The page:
“There’s also a number of other things that we’ve helped bring to the upstream Kubernetes community to make platforms simpler to deploy and support of update and support of scale,” Gracely says. “OpenShift has always been a multicloud or hybrid-cloud platform, so it can run Kubernetes in any environment: on Google, on VMware, on OpenStack, AWS. We’re going to make it simpler to get those deployed in those environments. There’s a number of things within the platform that are going to make life easier for developers. While the platform Kubernetes stuff is interesting, the goal is to make developers productive.”

A new feature is OpenShift Server Mesh – which brings together the Istio open-source project for managing microservices, the Jaeger distributed tracing technology and Kiali, an open source UI project – to create a single offering for encoding communications logic for microservices-based applications, taking that task off developers’ hands.

“As more distributed applications are being built – sort of cloud-native microservices applications – the needs of more granular networking between those micro services or granular security becomes really important,” he says, adding that Service Mesh is now a service in the OpenShift platform. “There are a number of things we do to create better visibility for developers as they’re building their applications.”

Code Ready Workspaces are aimed at enabling developers to use containers and Kubernetes while using IDEs they’re familiar with.

“Developers are used to working in their IDE space and what we do behind the scenes is say, ‘Most likely you just want to write software; you don’t want to talk about all this complicated complexity, so just write your software the way you always have,’” he says. “’Push it your software and custom software the way you have. But behind the scenes is an embedded IDE. We will make sure that it gets in your container, make sure it gets deployed correctly, make sure it integrates with your CI pipelines.’ Again, innovation around hiding the complexity of Kubernetes from developers so they don’t have to learn that.”

Still, Red Hat has included a suite of plug-ins to native services in places like Azure who want to use those tools but want them to be able to speak natively to OpenShift. About 3 million developers have downloaded the plug-ins over the last month, according to Gracely, giving them options for working with OpenShift.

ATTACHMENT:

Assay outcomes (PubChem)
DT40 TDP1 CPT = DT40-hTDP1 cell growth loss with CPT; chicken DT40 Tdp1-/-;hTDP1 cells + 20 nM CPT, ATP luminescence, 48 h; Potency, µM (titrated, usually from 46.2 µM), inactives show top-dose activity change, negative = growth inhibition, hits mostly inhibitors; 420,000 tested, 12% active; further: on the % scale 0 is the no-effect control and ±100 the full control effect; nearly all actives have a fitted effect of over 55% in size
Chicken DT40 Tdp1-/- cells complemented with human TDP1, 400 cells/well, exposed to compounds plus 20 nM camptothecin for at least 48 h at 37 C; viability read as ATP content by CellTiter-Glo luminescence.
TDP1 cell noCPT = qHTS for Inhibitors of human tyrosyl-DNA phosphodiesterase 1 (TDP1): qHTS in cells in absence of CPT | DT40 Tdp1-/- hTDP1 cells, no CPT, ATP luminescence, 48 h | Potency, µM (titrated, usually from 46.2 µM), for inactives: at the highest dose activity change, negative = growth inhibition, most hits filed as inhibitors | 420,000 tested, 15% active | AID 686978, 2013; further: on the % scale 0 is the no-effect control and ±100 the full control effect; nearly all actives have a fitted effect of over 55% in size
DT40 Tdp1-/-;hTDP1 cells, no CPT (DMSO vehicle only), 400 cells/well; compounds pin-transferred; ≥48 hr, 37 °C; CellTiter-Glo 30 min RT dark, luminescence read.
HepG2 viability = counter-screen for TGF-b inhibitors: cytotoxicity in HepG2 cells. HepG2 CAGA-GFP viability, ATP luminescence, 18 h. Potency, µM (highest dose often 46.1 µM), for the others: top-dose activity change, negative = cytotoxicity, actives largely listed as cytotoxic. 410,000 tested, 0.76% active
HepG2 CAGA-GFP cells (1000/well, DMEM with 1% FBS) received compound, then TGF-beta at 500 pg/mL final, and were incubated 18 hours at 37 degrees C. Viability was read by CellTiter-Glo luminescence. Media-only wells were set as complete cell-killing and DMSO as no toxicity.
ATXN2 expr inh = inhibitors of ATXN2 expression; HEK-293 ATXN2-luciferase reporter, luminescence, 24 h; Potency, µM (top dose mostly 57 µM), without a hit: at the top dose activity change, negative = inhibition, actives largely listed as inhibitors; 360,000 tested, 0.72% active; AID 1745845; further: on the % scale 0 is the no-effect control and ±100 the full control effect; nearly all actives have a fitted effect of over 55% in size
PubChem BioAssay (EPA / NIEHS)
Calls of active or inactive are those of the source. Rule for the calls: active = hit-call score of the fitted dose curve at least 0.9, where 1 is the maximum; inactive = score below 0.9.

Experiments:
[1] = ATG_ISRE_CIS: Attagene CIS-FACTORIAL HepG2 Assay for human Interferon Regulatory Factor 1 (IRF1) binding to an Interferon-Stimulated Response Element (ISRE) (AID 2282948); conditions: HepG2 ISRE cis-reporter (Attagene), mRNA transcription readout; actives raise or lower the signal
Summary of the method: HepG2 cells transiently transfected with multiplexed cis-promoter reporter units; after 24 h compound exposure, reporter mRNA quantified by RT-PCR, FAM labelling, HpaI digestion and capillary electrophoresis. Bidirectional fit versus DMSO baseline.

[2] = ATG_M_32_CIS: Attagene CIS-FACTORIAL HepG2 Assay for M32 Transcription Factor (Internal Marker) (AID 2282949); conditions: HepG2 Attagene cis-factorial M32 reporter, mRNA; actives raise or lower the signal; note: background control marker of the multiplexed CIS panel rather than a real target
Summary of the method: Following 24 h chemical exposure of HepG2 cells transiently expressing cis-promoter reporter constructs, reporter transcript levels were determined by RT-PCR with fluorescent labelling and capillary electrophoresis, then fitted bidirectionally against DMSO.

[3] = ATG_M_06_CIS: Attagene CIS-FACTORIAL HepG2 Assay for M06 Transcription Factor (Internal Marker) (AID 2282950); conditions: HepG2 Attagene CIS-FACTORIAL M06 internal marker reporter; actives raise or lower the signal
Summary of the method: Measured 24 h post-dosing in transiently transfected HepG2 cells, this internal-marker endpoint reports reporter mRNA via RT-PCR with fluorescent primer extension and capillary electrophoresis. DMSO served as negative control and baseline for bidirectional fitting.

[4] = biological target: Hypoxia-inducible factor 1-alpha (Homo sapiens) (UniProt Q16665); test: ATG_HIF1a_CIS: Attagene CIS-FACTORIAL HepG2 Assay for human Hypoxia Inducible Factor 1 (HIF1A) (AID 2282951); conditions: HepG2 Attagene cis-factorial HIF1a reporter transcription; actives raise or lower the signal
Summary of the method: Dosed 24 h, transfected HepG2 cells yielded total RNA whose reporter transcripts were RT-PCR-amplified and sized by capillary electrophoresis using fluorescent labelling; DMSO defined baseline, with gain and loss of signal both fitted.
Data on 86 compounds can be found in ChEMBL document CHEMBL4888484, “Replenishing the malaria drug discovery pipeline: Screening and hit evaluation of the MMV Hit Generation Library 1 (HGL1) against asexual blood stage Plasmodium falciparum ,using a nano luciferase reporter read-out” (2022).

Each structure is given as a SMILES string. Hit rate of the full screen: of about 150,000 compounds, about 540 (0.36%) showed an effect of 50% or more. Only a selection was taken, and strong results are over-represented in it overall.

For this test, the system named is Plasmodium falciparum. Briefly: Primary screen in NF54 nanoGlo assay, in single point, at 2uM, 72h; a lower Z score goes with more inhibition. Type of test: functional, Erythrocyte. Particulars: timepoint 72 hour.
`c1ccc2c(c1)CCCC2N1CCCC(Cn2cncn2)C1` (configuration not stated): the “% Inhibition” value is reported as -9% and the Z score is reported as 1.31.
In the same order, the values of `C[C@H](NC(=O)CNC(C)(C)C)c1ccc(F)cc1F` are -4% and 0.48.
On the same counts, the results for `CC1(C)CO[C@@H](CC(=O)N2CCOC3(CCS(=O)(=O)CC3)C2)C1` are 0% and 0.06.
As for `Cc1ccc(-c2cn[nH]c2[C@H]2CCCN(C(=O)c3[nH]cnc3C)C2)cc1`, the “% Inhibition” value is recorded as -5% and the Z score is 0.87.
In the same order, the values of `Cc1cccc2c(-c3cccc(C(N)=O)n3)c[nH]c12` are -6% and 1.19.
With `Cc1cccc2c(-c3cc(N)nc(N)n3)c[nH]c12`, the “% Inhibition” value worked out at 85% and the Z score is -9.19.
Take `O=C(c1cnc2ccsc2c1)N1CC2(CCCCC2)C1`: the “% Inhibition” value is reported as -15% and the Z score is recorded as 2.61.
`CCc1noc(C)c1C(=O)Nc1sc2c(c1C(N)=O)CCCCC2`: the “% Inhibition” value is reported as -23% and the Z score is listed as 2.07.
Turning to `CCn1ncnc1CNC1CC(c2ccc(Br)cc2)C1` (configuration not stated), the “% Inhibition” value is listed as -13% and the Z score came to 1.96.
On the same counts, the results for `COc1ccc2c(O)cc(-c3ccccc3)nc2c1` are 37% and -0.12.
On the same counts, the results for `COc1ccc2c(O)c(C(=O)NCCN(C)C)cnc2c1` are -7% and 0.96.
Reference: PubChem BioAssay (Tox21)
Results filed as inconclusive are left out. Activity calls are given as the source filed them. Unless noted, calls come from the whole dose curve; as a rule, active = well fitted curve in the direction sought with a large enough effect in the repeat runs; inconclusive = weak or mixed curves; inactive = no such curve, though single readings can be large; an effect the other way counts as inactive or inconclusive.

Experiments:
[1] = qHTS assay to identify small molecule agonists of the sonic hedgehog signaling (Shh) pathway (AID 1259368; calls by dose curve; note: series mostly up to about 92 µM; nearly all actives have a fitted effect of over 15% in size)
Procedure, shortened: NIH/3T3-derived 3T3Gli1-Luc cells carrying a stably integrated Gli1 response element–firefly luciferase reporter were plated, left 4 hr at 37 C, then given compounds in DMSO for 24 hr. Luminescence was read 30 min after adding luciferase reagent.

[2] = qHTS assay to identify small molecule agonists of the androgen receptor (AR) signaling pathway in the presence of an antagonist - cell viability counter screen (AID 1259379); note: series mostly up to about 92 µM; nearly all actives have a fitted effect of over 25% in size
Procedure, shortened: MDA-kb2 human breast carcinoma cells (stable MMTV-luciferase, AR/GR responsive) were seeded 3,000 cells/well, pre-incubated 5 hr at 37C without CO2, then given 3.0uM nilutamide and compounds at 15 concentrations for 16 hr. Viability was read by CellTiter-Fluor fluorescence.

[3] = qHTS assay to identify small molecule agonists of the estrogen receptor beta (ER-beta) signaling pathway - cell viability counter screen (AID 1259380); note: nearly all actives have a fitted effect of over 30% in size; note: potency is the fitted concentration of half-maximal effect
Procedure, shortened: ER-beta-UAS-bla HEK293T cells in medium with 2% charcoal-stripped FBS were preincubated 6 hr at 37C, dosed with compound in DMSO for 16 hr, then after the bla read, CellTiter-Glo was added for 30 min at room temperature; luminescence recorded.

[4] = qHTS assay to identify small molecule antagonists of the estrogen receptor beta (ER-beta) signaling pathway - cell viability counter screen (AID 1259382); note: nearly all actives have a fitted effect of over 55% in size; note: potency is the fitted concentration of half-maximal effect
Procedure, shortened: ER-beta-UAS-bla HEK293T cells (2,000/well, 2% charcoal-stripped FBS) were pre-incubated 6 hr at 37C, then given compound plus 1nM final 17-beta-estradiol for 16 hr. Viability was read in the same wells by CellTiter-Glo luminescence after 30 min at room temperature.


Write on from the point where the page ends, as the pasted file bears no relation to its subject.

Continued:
Red Hat also will put the Knative open technology for building serverless applications into OpenShift 4, where it will be a native capability on the platform, he says. KEDA (Kubernetes-based event-driven autoscaling) was developed by Red Hat and Microsoft for the deployment of serverless containers on Kubernetes, which will enable Azure Function in OpenShift. KEDA is in Developer Preview.

In addition, the company is partnering with Microsoft to make OpenShift a native service on Azure. Enterprises already can run OpenShift on a broad array of cloud platforms, including Azure, Amazon Web Services and Google Cloud, as well as OpenStack for private clouds and virtualization platforms, but they need to buy the Kubernetes platform from Red Hat and deploy it in the cloud. With Azure Red Hat OpenShift, organizations can get OpenShift through Azure, a more tightly integrated service that makes deployment easier.

“This will be a native Azure service jointly integrated, jointly supported, jointly engineered by Red Hat and Microsoft,” Gracely says, adding that Microsoft customers will be able to buy OpenShift on-demand using their Azure credits. “It’ll be deployed in all the Azure locations around the world. It will be resalable by Microsoft, so for us it’s a really big expansion, of being able to get access to OpenShift for a whole new set of customers who ultimately say, ‘I like the technology, I just don’t want to manage it myself.’ The breadth of Microsoft is huge for us.”